The Eye of Judgment: Legends PSP
Published by: Sony Computer Entertainment Europe
Developed by: Sony Computer Entertainment
I daresay it’s been surprising to most that The Eye of Judgment has made its way to the PSP given that the series was used to showcase the abilities of the PlayStation Eye camera. Indeed there are some key difference between the original and this PSP version. The most obvious differences are that you don’t have real cards and a camera to interact with and this does have a detrimental effect on the game. That said you don’t have to pay out for booster packs to acquire additional cards and that can only be a good thing.
The Eye of Judgment: Legends’ storyline is focused on the return of the Bioliths and the havoc they cause. You take the role of a saviour who has the power to face the Biolith army and topple the false god Scion. After choosing what you will be called you’ll pick an elemental alignment (which in this case means picking a deck of cards to start with ranging from the Starter to Wood Deck). As well as the game’s Story mode, you have the opportunity to visit the Card Shop to purchase new cards with the gold that you earn from battles (you’ll also earn additional cards from winning a battle). You can also visit the Deck Builder to compile your own custom decks. You can enter the Battle Arena to take tutorials, training duels (which allow you to configure every aspect of the battle) or fight wizards that you’ve already encountered in the Story mode. Once you’ve played through a couple of missions you’ll have the ability to engage in Ad-Hoc and Infrastructure duels as well as trade cards.
A battle is played on a 3x3 grid of fields. The idea is that the first to occupy five fields will win. At the start of each turn both you and your opponent will acquire two units of mana. It is this mana which is required to place creatures on any given field. Each creature has its own attack power and range. Some creatures can only attack an enemy that’s right in front of them so the direction in which you have them facing can be very important. It should also be noted that defending creatures can also counterattack in specific directions and this is also something that must be taken into consideration particularly as extra damaged is given for attacking a creature’s blind spot. Of course each creature and field has an elemental alignment (Fire, Water, Wood, Earth and Biolith). If you place a creature on a field of the same elemental alignment (with the exception of Biolith) he’ll gain additional HP but if you place them on a field that’s opposite a contrasting element (Fire—Water, Earth—Wood) they’ll lose HP. Of course you also have access to spells and you have the ability to do things such as increase the defence of your creatures and flip fields over to change their elemental alignment and these abilities can help to change the flow of the battle.
The battles in Legends are certainly decent but the real problem is that without the unique features of using the camera and real cards to add that immersive quality to the game, you begin to realise that the basic structure of the game isn’t as deep as some of the card-based games out there. However, if you are a fan of The Eye of Judgment and are already fully aware of what to expect, there’s every chance you’ll appreciate that Legends allows you to enjoy battles whilst on the move when you’re away from the PlayStation 3. It should also be noted that if you haven’t played The Eye of Judgment, Legends is actually pretty inviting to newcomers and does a good job of easing you into the various game-play mechanics without making you sit through rather dull tutorials and for that the developers should be applauded.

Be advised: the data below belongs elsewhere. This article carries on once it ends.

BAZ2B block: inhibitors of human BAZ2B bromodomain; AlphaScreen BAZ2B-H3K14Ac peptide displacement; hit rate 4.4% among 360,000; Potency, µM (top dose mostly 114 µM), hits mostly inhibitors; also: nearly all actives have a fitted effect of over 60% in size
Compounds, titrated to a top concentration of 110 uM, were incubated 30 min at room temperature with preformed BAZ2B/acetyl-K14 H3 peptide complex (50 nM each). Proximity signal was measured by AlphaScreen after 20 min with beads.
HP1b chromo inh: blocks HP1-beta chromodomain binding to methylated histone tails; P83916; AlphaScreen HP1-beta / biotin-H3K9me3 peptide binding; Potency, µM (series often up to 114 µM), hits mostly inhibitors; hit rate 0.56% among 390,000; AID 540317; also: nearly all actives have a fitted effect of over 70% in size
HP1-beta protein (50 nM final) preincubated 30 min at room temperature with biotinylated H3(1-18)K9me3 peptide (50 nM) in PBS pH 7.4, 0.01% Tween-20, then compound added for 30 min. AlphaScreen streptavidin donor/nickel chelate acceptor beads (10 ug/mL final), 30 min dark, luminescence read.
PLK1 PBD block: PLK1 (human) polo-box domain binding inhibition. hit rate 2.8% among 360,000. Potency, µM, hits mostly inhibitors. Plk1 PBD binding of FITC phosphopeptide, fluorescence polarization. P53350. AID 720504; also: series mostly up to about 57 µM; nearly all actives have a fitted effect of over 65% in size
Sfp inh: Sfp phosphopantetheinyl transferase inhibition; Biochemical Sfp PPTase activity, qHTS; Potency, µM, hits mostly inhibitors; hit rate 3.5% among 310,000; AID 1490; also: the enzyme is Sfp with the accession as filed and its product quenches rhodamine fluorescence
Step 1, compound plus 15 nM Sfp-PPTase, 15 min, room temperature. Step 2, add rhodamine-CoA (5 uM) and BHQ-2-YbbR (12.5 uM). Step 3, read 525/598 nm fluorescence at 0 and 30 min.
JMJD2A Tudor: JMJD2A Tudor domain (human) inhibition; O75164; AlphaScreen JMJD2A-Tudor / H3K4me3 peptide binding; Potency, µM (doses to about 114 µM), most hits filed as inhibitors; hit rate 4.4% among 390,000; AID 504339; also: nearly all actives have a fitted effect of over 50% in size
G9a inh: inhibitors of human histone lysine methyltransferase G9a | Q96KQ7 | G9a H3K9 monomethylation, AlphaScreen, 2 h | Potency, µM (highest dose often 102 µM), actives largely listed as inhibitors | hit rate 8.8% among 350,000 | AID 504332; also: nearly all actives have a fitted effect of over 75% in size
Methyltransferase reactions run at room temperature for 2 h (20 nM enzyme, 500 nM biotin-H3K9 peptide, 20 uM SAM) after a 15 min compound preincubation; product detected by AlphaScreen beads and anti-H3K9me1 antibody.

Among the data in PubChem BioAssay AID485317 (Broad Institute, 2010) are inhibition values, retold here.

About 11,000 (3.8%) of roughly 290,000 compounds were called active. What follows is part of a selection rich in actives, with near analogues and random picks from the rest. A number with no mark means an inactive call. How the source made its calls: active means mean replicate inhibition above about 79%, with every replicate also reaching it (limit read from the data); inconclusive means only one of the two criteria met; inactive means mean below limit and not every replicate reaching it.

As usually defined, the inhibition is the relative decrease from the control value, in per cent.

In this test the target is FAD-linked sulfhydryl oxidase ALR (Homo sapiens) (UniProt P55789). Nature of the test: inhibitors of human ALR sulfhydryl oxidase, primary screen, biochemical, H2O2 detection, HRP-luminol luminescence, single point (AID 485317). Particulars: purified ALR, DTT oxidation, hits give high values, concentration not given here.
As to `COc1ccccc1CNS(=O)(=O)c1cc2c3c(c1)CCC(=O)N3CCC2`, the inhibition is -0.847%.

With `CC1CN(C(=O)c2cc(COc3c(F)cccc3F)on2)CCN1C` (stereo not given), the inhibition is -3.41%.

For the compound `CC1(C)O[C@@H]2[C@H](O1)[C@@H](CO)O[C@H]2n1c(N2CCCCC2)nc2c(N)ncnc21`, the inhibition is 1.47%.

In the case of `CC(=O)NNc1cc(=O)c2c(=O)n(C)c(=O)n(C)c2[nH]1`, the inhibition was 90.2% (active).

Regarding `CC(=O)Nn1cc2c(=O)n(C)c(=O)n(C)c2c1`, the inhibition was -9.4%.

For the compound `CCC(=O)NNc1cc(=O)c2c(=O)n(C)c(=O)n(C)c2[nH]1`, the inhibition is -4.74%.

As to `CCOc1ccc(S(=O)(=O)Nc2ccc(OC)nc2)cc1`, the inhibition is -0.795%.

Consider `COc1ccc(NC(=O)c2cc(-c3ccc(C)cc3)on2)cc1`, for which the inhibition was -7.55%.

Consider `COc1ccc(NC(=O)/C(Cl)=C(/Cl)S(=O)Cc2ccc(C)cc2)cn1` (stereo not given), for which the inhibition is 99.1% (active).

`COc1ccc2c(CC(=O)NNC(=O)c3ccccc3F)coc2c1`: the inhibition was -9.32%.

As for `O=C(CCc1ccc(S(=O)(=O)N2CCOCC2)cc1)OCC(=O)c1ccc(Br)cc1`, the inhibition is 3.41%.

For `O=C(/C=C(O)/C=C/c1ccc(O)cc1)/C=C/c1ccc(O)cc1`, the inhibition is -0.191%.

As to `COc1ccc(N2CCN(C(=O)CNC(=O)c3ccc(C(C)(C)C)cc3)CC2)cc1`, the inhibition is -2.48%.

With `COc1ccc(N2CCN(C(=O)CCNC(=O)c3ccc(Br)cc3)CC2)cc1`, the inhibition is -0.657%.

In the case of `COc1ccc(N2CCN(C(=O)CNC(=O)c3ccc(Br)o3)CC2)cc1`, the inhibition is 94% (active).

In regards to its visual quality, the game can simply be regarded as adequate. The game’s graphic novel style cut scenes look quite good. During battles you never get to fully appreciate the look of the cards or the characters they produce as they are simply too small and the battles are rather basic looking. On the bright side however, there are no performance issues with the frame rate and load times are absolutely fine.
Legends won’t cause deaf gamers any problems. The game’s graphic novel style cut scenes delivers their information via text only so you’ll be able to follow the game’s storyline without any problems. Mission briefings are given exclusively in text that you can read at your own pace. The tutorial information is given just in text and it can be recalled at any time. The only complaint with the tutorial information that can be recalled is that I wish the text had been a little larger to be a little easier on the eyes but nevertheless it’s still readable. During the card battles there is some speech that isn’t subtitled but none of it is of any importance.
If you’re already a fan of The Eye of Judgment then Legends is easy to recommend as you’ll be fully aware of what you’re going to get in addition to having the bonus of not having to pay out for additional card packs. If you’re just a general fan of trading card games then the game is a little tougher to recommend. What the game does, it does well but some might find the lack of depth a little disappointing. However, it’s friendly for newcomers and if you haven’t played a game of this nature before it’s certainly not one that will overwhelm and that has to be a good thing.